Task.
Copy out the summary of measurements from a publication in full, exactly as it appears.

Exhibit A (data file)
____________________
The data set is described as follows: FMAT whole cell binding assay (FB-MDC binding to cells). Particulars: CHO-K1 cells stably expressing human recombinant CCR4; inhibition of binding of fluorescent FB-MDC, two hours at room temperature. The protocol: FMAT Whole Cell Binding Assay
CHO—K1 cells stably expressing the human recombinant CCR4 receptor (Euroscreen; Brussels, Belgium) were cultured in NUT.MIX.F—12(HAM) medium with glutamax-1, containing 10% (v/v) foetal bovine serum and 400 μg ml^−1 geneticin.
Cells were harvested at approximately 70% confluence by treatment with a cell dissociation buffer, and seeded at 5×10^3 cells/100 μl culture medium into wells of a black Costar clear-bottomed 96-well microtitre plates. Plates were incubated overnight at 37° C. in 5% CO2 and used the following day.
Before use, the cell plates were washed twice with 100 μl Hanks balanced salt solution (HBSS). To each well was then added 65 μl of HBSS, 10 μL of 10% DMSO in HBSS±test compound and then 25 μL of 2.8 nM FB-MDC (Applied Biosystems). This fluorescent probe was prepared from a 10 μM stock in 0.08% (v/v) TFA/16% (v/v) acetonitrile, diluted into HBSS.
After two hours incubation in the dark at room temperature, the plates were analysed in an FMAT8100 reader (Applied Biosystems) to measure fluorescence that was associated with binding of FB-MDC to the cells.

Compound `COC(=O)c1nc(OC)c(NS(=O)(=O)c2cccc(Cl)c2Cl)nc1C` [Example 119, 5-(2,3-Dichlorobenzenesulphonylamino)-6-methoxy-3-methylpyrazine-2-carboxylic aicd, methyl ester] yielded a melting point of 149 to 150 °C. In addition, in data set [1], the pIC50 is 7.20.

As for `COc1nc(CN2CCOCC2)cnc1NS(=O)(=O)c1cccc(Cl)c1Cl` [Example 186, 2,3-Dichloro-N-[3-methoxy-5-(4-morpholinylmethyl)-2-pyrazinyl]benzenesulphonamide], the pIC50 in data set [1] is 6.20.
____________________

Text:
The data set is described as follows: FMAT whole cell binding assay (FB-MDC binding to cells). Particulars: CHO-K1 cells stably expressing human recombinant CCR4; inhibition of binding of fluorescent FB-MDC, two hours at room temperature. The protocol: FMAT Whole Cell Binding Assay
CHO—K1 cells stably expressing the human recombinant CCR4 receptor (Euroscreen; Brussels, Belgium) were cultured in NUT.MIX.F—12(HAM) medium with glutamax-1, containing 10% (v/v) foetal bovine serum and 400 μg ml^−1 geneticin.
Cells were harvested at approximately 70% confluence by treatment with a cell dissociation buffer, and seeded at 5×10^3 cells/100 μl culture medium into wells of a black Costar clear-bottomed 96-well microtitre plates. Plates were incubated overnight at 37° C. in 5% CO2 and used the following day.
Before use, the cell plates were washed twice with 100 μl Hanks balanced salt solution (HBSS). To each well was then added 65 μl of HBSS, 10 μL of 10% DMSO in HBSS±test compound and then 25 μL of 2.8 nM FB-MDC (Applied Biosystems). This fluorescent probe was prepared from a 10 μM stock in 0.08% (v/v) TFA/16% (v/v) acetonitrile, diluted into HBSS.
After two hours incubation in the dark at room temperature, the plates were analysed in an FMAT8100 reader (Applied Biosystems) to measure fluorescence that was associated with binding of FB-MDC to the cells.

Compound `COC(=O)c1nc(OC)c(NS(=O)(=O)c2cccc(Cl)c2Cl)nc1C` [Example 119, 5-(2,3-Dichlorobenzenesulphonylamino)-6-methoxy-3-methylpyrazine-2-carboxylic aicd, methyl ester] yielded a melting point of 149 to 150 °C. In addition, in data set [1], the pIC50 is 7.20.

As for `COc1nc(CN2CCOCC2)cnc1NS(=O)(=O)c1cccc(Cl)c1Cl` [Example 186, 2,3-Dichloro-N-[3-methoxy-5-(4-morpholinylmethyl)-2-pyrazinyl]benzenesulphonamide], the pIC50 in data set [1] is 6.20.